Nuncio Archbishop Pierre Tells US Bishops at Assembly "The Church must be unapologetically pro-life." FULL TEXT + Video

NOVEMBER 16, 2021
(Speech starts at 16:35 Mark on Video below)
My Dear Friends in Christ,
I am delighted to be with you in-person here in Baltimore as we gather for this plenary session of the episcopal conference. I thank His Excellency Archbishop José Gomez, Archbishop of Los Angeles and President of the USCCB, Father Fuller and the entire conference staff, for their invitation to speak to you.
It is hard to believe that it has been five years since I began my mission in this country. Together during these years, we have had to confront the challenges to the family, religious disaffiliation, the sexual abuse crisis, increasing secularization, polarization within the nation and the Church, and a global pandemic! What a journey! Throughout this spiritual journey, we have been on the road together, along with our people. Amid various crises, there have also been moments of joy.
Today, I would like to speak to you about synodality, and the need for apostolic discernment. What is synodality? The Greek word synodos means “to be on the journey together.”

What synodality is not
Initially, I must say what synodality is not. Holding a synod on synodality is not simply having a “meeting about meetings.” We call that purgatory! It is also not an abstract concept – the mere idea of having a meeting about meetings. If that were the case, we would certainly be in one of the lower rings of hell in Dante’s Inferno! Realities are greater than ideas (cf. EG, 231). Synodality helps address the reality of our present situation.
The Holy Father also clearly stated in his book Let Us Dream that synodality does not involve changing “traditional truths of Christian doctrine”; rather, it is concerned with “how teaching can be lived and applied in the changing contexts of our times.” (POPE FRANCIS, LET US DREAM, NEW YORK: SIMON AND SCHUSTER, 84-85). There
is a difference between true and false reform in the Church, but true reform, while necessarily remaining faithful to the living Tradition of the Church, must also involve concrete gestures, which include the participation of the whole Church as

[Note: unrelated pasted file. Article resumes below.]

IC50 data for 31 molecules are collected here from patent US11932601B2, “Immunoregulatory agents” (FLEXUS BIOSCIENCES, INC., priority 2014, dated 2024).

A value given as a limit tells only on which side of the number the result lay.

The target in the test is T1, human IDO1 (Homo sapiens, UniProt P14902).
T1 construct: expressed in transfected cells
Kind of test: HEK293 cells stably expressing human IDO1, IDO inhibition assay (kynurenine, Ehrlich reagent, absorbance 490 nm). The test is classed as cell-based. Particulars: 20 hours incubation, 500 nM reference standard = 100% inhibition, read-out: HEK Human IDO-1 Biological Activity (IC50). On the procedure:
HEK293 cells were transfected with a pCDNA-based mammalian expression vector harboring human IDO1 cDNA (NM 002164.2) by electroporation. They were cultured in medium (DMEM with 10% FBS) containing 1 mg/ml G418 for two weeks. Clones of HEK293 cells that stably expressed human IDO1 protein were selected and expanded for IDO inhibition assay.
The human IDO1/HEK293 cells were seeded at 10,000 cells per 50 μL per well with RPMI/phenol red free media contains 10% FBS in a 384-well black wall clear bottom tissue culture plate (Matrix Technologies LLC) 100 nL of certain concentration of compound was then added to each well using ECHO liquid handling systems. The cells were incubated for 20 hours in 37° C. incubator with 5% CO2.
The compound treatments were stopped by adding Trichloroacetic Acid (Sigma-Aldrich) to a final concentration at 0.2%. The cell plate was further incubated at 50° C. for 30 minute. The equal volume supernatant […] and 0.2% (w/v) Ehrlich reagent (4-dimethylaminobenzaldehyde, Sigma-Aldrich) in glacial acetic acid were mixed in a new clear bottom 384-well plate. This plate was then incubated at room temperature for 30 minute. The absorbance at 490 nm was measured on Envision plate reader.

Congar pointed out in his True and False Reform in the Church, writing, “reforms undertaken uniquely from on high, without widespread participation of those at the bottom (on the periphery and at the popular level), have little effectiveness.”
Further, Pope Francis has affirmed that synodality is not to be understood as “a kind of parliament underpinned by a ‘political battle’ in which in order to govern one side must defeat the other.” (IBID., 86) It is understandable that many are hesitant about the synod because we are not used to participating in synodal processes. The conversion, especially in our mentality, that the process brings about can leave us “vulnerable” but in a better place.
Why discuss synodality?
I believe that synodality is an answer to the challenges of our time and to the confrontation, which is threatening to divide this country, and which also has its echoes in the Church. It seems that many are unaware they are engaged in this confrontation, staking out positions, rooted in certain truths but which are isolated in the world of ideas and not applied to the reality of the lived faith experience of the People of God in their concrete situations.
Pope Francis, in his homily for the Day of the Poor, last Sunday, affirmed: “We are part of a history marked by tribulation, violence, suffering and injustice, ever awaiting a liberation that never seems to arrive. Those who are most wounded, oppressed and even crushed, are the poor, the weakest links in the chain” (Homily for the 5th World Day of the Poor, November 14th, 2021).

There are a number of pressing issues facing the Church today. One is the pro- life issue. The Church must be unapologetically pro-life. We cannot abandon our defense of innocent human life or the vulnerable person. Yet, a synodal approach to the question would be to understand better why people seek to end pregnancies; what are the root causes of choices against life and what are the factors that make those choices so complicated for some; and, to begin to form a consensus with concrete strategies to build the culture of life and the civilization of love.
The initiative Walking with Moms in Need is actually a synodal approach. It seeks to walk with women; to better understand their situations; to work with pro- life and social service agencies to meet the concrete needs of expectant mothers and their children. Many expectant mothers are often suffering from loneliness, and common events, such as baby showers, are not part of their reality. Parishes, by listening to what some of the spiritual, social, and emotional needs of the people are, can accompany women – even with small acts of kindness. Concrete gestures, not mere ideas, show forth the maternal, tender face of the Church that is truly pro-life.
Realities are more important than ideas. We can have all the theological ideas about the Eucharist – and, of course, we need this – but none of these ideas compare with the reality of the Eucharistic Mystery, which needs to be discovered and rediscovered through the practical experience of the Church, living in communion, particularly in this time of pandemic. We can become so concentrated upon the sacrality of forms of the liturgy that we miss the true encounter with His Real Presence. There is the temptation to treat the Eucharist as something to be offered to the privileged few rather than to seek to walk with those whose theology or discipleship is falling short, assisting them to understand and appreciate the gift of the Eucharist and helping them to overcome their difficulties. Rather than remaining trapped in an “ideology of the sacred”, synodality is a method that helps us to discover together a way forward.